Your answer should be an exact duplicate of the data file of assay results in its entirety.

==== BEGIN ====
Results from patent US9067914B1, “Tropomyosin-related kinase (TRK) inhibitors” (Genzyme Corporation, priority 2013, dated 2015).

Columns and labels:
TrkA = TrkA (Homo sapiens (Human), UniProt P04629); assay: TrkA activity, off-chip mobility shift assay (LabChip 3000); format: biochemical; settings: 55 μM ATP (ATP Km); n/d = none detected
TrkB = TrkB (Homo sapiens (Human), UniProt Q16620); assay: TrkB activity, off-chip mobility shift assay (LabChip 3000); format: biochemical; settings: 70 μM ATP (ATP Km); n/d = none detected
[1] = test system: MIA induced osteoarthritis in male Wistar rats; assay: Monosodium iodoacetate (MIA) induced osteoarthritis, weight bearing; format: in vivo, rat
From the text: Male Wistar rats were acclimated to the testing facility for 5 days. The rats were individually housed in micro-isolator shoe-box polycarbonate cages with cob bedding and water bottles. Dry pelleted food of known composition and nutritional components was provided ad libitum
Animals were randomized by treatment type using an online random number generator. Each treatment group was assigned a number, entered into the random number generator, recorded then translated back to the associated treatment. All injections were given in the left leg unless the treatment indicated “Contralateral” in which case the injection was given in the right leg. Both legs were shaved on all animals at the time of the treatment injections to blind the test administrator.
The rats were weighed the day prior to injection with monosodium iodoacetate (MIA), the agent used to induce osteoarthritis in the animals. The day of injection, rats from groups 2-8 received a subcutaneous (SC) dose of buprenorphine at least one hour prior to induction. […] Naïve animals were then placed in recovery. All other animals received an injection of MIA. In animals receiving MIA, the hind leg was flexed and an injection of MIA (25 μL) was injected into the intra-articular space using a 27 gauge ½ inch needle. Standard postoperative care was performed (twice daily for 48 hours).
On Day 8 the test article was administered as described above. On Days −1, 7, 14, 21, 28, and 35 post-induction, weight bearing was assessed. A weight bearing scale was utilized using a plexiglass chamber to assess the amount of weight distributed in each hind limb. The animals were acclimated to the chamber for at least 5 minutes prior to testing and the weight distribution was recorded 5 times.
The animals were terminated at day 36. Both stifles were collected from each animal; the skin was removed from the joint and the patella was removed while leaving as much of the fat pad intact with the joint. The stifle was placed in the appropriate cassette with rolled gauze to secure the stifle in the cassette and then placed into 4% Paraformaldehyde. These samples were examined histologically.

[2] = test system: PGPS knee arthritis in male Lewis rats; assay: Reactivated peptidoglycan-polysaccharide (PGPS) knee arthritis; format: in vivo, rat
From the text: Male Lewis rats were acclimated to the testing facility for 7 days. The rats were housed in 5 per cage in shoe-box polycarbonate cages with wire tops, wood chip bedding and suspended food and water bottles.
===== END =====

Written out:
Results from patent US9067914B1, “Tropomyosin-related kinase (TRK) inhibitors” (Genzyme Corporation, priority 2013, dated 2015).

Columns and labels:
TrkA = TrkA (Homo sapiens (Human), UniProt P04629); assay: TrkA activity, off-chip mobility shift assay (LabChip 3000); format: biochemical; settings: 55 μM ATP (ATP Km); n/d = none detected
TrkB = TrkB (Homo sapiens (Human), UniProt Q16620); assay: TrkB activity, off-chip mobility shift assay (LabChip 3000); format: biochemical; settings: 70 μM ATP (ATP Km); n/d = none detected
[1] = test system: MIA induced osteoarthritis in male Wistar rats; assay: Monosodium iodoacetate (MIA) induced osteoarthritis, weight bearing; format: in vivo, rat
From the text: Male Wistar rats were acclimated to the testing facility for 5 days. The rats were individually housed in micro-isolator shoe-box polycarbonate cages with cob bedding and water bottles. Dry pelleted food of known composition and nutritional components was provided ad libitum
Animals were randomized by treatment type using an online random number generator. Each treatment group was assigned a number, entered into the random number generator, recorded then translated back to the associated treatment. All injections were given in the left leg unless the treatment indicated “Contralateral” in which case the injection was given in the right leg. Both legs were shaved on all animals at the time of the treatment injections to blind the test administrator.
The rats were weighed the day prior to injection with monosodium iodoacetate (MIA), the agent used to induce osteoarthritis in the animals. The day of injection, rats from groups 2-8 received a subcutaneous (SC) dose of buprenorphine at least one hour prior to induction. […] Naïve animals were then placed in recovery. All other animals received an injection of MIA. In animals receiving MIA, the hind leg was flexed and an injection of MIA (25 μL) was injected into the intra-articular space using a 27 gauge ½ inch needle. Standard postoperative care was performed (twice daily for 48 hours).
On Day 8 the test article was administered as described above. On Days −1, 7, 14, 21, 28, and 35 post-induction, weight bearing was assessed. A weight bearing scale was utilized using a plexiglass chamber to assess the amount of weight distributed in each hind limb. The animals were acclimated to the chamber for at least 5 minutes prior to testing and the weight distribution was recorded 5 times.
The animals were terminated at day 36. Both stifles were collected from each animal; the skin was removed from the joint and the patella was removed while leaving as much of the fat pad intact with the joint. The stifle was placed in the appropriate cassette with rolled gauze to secure the stifle in the cassette and then placed into 4% Paraformaldehyde. These samples were examined histologically.

[2] = test system: PGPS knee arthritis in male Lewis rats; assay: Reactivated peptidoglycan-polysaccharide (PGPS) knee arthritis; format: in vivo, rat
From the text: Male Lewis rats were acclimated to the testing facility for 7 days. The rats were housed in 5 per cage in shoe-box polycarbonate cages with wire tops, wood chip bedding and suspended food and water bottles.